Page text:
COMMON FUNGUS ON INDIAN HAWTHORN

Q. I have a very bad case of fungus on my Indian hawthorn shrubs. I have tried to research what to do and it has been suggested to remove all ground cover under the plants, water from below (which will be a huge expense) and to apply a fungicide if the problem is really bad. I would like to know how to “cure” this problem? This fungus is on nearly every leaf and I have about 50 plants that are fully mature. I trimmed them back drastically but no way can I trim off all of the infected leaves.

A. Unfortunately, Entomosporium leaf spot fungus and Indian hawthorn (Rhaphiolepis species and hybrids) go hand in hand. The best that you can do with this common leaf spot disease is to plant Indian hawthorn shrubs in full sun, with adequate spacing between plants to ensure good air circulation and eliminate irrigation after the plants are established. All of this has to do with keeping the plants as dry as possible. Indian hawthorn plants don’t like to stay wet but fungal diseases such as Entomosporium do like to stay wet. Here in Florida we live in a wet environment and when we get frequent afternoon/evening rains, fungal plant diseases such as Entomosporium leaf spot thrive.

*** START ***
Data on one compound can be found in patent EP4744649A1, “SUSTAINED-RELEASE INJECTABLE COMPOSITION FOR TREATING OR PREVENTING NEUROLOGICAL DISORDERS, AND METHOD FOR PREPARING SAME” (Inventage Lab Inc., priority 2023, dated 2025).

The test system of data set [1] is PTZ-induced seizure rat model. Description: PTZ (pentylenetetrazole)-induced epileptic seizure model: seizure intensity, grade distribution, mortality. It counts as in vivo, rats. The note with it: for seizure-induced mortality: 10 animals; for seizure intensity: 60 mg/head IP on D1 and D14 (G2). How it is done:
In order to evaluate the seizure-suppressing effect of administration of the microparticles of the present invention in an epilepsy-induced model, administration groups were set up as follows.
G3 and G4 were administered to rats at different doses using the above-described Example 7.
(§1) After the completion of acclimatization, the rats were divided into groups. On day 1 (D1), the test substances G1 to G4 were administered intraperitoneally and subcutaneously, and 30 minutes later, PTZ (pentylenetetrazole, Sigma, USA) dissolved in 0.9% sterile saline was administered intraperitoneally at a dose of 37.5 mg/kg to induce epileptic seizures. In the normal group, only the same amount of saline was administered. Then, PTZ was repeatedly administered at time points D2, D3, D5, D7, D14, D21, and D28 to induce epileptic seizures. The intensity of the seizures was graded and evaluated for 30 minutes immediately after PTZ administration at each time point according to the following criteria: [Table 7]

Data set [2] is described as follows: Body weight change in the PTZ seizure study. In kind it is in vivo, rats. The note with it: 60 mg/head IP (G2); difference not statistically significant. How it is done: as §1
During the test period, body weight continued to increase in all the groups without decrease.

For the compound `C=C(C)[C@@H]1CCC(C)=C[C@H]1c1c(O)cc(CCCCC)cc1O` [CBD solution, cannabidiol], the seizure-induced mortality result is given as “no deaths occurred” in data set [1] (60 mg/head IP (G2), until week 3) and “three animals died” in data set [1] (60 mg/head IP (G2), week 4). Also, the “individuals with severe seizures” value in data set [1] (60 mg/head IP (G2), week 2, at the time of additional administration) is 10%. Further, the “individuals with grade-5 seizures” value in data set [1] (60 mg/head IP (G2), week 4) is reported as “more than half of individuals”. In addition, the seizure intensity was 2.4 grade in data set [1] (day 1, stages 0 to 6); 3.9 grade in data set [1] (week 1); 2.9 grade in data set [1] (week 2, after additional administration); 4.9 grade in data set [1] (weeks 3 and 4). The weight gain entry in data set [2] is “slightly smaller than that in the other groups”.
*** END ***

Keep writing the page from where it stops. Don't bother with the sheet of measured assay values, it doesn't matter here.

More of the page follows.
This plant likes sun, well-drained soil, plenty of air circulation and no overhead irrigation. If these are the conditions that you have for your Indian hawthorns and you still are having problems with Entomosporium leaf spot, it’s because of the wet weather we’ve had in recent years. During times of frequent afternoon/evening rains, you’ll have to be on a regular fungicide spray program to help minimize disease incidence.  

Always follow label directions and precautions when using any pesticide, including fungicides.

Sometimes we simply may have planted the wrong plant(s) in the wrong place. When Indian hawthorn is planted in an area with poor air circulation and/or where there is too little sunlight and/or in poorly drained soil and/or where there is frequent overhead irrigation, then Indian hawthorn is the wrong plant. When dealing with this type of situation, the long term solution is to replace the Indian hawthorn with more appropriate plants for those conditions.   Larry Williams, UF/IFAS Extension Agent, Okaloosa County

Published by

ocmga

A volunteer organization dedicated to helping homeowners with their landscape and garden problems utilizing the latest science based information.

Leave a Reply

Fill in your details below or click an icon to log in:

WordPress.com Logo

You are commenting using your WordPress.com account. Log Out /  Change )

Google photo

You are commenting using your Google account. Log Out /  Change )

Twitter picture

You are commenting using your Twitter account. Log Out /  Change )

Facebook photo

You are commenting using your Facebook account. Log Out /  Change )

Connecting to %s